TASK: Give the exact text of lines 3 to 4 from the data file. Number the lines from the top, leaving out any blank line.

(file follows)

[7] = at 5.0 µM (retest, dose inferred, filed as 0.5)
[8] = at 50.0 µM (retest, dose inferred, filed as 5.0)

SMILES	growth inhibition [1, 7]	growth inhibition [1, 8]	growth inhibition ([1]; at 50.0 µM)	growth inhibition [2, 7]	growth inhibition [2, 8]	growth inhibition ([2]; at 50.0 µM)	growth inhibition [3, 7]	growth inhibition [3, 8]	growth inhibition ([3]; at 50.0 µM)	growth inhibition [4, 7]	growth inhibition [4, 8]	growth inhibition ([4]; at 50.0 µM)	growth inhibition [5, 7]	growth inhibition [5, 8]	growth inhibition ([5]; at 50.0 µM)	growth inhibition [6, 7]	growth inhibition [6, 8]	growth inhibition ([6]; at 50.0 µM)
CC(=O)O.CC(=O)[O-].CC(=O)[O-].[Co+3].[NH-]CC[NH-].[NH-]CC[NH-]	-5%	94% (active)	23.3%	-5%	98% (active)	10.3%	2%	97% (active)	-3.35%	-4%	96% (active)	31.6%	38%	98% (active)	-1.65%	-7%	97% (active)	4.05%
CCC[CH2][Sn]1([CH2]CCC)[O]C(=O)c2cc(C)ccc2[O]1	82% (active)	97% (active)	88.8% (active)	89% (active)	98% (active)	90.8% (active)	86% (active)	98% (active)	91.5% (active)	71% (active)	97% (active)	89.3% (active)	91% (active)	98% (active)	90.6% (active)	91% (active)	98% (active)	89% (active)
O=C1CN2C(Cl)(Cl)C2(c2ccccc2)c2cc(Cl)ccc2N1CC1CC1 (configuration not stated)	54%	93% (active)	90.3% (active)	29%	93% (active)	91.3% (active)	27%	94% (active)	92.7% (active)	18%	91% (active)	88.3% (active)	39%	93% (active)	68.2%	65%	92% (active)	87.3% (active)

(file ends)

SMILES	growth inhibition [1, 7]	growth inhibition [1, 8]	growth inhibition ([1]; at 50.0 µM)	growth inhibition [2, 7]	growth inhibition [2, 8]	growth inhibition ([2]; at 50.0 µM)	growth inhibition [3, 7]	growth inhibition [3, 8]	growth inhibition ([3]; at 50.0 µM)	growth inhibition [4, 7]	growth inhibition [4, 8]	growth inhibition ([4]; at 50.0 µM)	growth inhibition [5, 7]	growth inhibition [5, 8]	growth inhibition ([5]; at 50.0 µM)	growth inhibition [6, 7]	growth inhibition [6, 8]	growth inhibition ([6]; at 50.0 µM)
CC(=O)O.CC(=O)[O-].CC(=O)[O-].[Co+3].[NH-]CC[NH-].[NH-]CC[NH-]	-5%	94% (active)	23.3%	-5%	98% (active)	10.3%	2%	97% (active)	-3.35%	-4%	96% (active)	31.6%	38%	98% (active)	-1.65%	-7%	97% (active)	4.05%